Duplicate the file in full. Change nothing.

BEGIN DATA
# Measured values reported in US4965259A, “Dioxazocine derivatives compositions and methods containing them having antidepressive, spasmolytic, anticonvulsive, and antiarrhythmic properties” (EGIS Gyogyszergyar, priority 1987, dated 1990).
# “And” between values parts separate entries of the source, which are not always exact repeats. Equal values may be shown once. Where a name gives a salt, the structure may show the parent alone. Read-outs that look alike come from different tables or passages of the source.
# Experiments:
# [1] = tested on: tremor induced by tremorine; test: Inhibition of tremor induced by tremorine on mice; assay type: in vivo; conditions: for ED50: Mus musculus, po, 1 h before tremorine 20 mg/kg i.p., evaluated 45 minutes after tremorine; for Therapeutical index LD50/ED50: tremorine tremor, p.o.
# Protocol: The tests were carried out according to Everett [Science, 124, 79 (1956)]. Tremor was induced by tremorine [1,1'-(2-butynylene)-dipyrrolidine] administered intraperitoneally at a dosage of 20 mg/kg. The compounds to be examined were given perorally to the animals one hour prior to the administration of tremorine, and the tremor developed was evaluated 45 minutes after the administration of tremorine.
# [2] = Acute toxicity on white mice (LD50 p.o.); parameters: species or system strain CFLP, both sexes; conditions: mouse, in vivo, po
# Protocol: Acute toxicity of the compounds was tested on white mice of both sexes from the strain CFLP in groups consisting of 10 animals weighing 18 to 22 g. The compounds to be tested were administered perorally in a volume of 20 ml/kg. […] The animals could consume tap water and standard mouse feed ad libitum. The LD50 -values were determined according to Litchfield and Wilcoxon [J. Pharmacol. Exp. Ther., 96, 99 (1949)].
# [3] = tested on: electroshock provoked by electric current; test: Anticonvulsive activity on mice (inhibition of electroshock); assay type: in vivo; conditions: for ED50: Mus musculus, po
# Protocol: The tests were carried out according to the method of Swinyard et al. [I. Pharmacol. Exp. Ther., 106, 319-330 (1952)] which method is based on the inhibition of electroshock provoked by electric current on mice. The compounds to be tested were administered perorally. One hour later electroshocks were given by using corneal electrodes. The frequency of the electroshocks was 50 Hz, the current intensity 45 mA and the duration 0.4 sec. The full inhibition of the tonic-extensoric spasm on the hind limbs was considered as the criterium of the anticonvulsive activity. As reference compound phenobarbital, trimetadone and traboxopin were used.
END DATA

# Measured values reported in US4965259A, “Dioxazocine derivatives compositions and methods containing them having antidepressive, spasmolytic, anticonvulsive, and antiarrhythmic properties” (EGIS Gyogyszergyar, priority 1987, dated 1990).
# “And” between values parts separate entries of the source, which are not always exact repeats. Equal values may be shown once. Where a name gives a salt, the structure may show the parent alone. Read-outs that look alike come from different tables or passages of the source.
# Experiments:
# [1] = tested on: tremor induced by tremorine; test: Inhibition of tremor induced by tremorine on mice; assay type: in vivo; conditions: for ED50: Mus musculus, po, 1 h before tremorine 20 mg/kg i.p., evaluated 45 minutes after tremorine; for Therapeutical index LD50/ED50: tremorine tremor, p.o.
# Protocol: The tests were carried out according to Everett [Science, 124, 79 (1956)]. Tremor was induced by tremorine [1,1'-(2-butynylene)-dipyrrolidine] administered intraperitoneally at a dosage of 20 mg/kg. The compounds to be examined were given perorally to the animals one hour prior to the administration of tremorine, and the tremor developed was evaluated 45 minutes after the administration of tremorine.
# [2] = Acute toxicity on white mice (LD50 p.o.); parameters: species or system strain CFLP, both sexes; conditions: mouse, in vivo, po
# Protocol: Acute toxicity of the compounds was tested on white mice of both sexes from the strain CFLP in groups consisting of 10 animals weighing 18 to 22 g. The compounds to be tested were administered perorally in a volume of 20 ml/kg. […] The animals could consume tap water and standard mouse feed ad libitum. The LD50 -values were determined according to Litchfield and Wilcoxon [J. Pharmacol. Exp. Ther., 96, 99 (1949)].
# [3] = tested on: electroshock provoked by electric current; test: Anticonvulsive activity on mice (inhibition of electroshock); assay type: in vivo; conditions: for ED50: Mus musculus, po
# Protocol: The tests were carried out according to the method of Swinyard et al. [I. Pharmacol. Exp. Ther., 106, 319-330 (1952)] which method is based on the inhibition of electroshock provoked by electric current on mice. The compounds to be tested were administered perorally. One hour later electroshocks were given by using corneal electrodes. The frequency of the electroshocks was 50 Hz, the current intensity 45 mA and the duration 0.4 sec. The full inhibition of the tonic-extensoric spasm on the hind limbs was considered as the criterium of the anticonvulsive activity. As reference compound phenobarbital, trimetadone and traboxopin were used.